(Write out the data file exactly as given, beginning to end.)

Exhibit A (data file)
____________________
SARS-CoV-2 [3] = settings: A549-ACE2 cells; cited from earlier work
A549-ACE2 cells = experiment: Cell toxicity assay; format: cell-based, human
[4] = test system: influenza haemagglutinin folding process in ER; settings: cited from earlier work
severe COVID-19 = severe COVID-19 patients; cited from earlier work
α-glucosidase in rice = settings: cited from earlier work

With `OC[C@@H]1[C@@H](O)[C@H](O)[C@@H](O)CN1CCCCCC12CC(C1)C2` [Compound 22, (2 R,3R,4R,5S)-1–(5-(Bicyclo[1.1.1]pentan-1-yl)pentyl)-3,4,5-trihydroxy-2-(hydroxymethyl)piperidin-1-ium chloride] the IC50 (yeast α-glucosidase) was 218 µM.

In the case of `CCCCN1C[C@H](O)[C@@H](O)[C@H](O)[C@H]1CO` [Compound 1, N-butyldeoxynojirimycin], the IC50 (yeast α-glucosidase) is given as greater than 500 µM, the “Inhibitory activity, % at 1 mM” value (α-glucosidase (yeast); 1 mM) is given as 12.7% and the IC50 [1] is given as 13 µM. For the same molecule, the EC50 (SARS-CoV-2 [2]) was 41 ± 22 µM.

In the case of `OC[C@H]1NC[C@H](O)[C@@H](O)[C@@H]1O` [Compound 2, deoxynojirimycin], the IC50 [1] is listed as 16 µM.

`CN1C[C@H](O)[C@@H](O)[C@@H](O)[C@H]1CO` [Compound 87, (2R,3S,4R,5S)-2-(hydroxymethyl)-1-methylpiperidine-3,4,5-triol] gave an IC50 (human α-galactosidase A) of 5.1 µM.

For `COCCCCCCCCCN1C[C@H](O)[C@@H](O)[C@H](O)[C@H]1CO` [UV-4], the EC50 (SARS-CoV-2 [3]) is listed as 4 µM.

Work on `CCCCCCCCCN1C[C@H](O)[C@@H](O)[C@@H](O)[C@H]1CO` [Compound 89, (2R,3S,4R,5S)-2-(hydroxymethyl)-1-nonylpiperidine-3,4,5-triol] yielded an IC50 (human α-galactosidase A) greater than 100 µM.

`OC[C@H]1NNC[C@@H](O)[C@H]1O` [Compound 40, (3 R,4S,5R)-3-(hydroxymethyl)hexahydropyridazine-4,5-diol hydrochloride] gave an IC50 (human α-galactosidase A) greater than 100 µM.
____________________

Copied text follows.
SARS-CoV-2 [3] = settings: A549-ACE2 cells; cited from earlier work
A549-ACE2 cells = experiment: Cell toxicity assay; format: cell-based, human
[4] = test system: influenza haemagglutinin folding process in ER; settings: cited from earlier work
severe COVID-19 = severe COVID-19 patients; cited from earlier work
α-glucosidase in rice = settings: cited from earlier work

With `OC[C@@H]1[C@@H](O)[C@H](O)[C@@H](O)CN1CCCCCC12CC(C1)C2` [Compound 22, (2 R,3R,4R,5S)-1–(5-(Bicyclo[1.1.1]pentan-1-yl)pentyl)-3,4,5-trihydroxy-2-(hydroxymethyl)piperidin-1-ium chloride] the IC50 (yeast α-glucosidase) was 218 µM.

In the case of `CCCCN1C[C@H](O)[C@@H](O)[C@H](O)[C@H]1CO` [Compound 1, N-butyldeoxynojirimycin], the IC50 (yeast α-glucosidase) is given as greater than 500 µM, the “Inhibitory activity, % at 1 mM” value (α-glucosidase (yeast); 1 mM) is given as 12.7% and the IC50 [1] is given as 13 µM. For the same molecule, the EC50 (SARS-CoV-2 [2]) was 41 ± 22 µM.

In the case of `OC[C@H]1NC[C@H](O)[C@@H](O)[C@@H]1O` [Compound 2, deoxynojirimycin], the IC50 [1] is listed as 16 µM.

`CN1C[C@H](O)[C@@H](O)[C@@H](O)[C@H]1CO` [Compound 87, (2R,3S,4R,5S)-2-(hydroxymethyl)-1-methylpiperidine-3,4,5-triol] gave an IC50 (human α-galactosidase A) of 5.1 µM.

For `COCCCCCCCCCN1C[C@H](O)[C@@H](O)[C@H](O)[C@H]1CO` [UV-4], the EC50 (SARS-CoV-2 [3]) is listed as 4 µM.

Work on `CCCCCCCCCN1C[C@H](O)[C@@H](O)[C@@H](O)[C@H]1CO` [Compound 89, (2R,3S,4R,5S)-2-(hydroxymethyl)-1-nonylpiperidine-3,4,5-triol] yielded an IC50 (human α-galactosidase A) greater than 100 µM.

`OC[C@H]1NNC[C@@H](O)[C@H]1O` [Compound 40, (3 R,4S,5R)-3-(hydroxymethyl)hexahydropyridazine-4,5-diol hydrochloride] gave an IC50 (human α-galactosidase A) greater than 100 µM.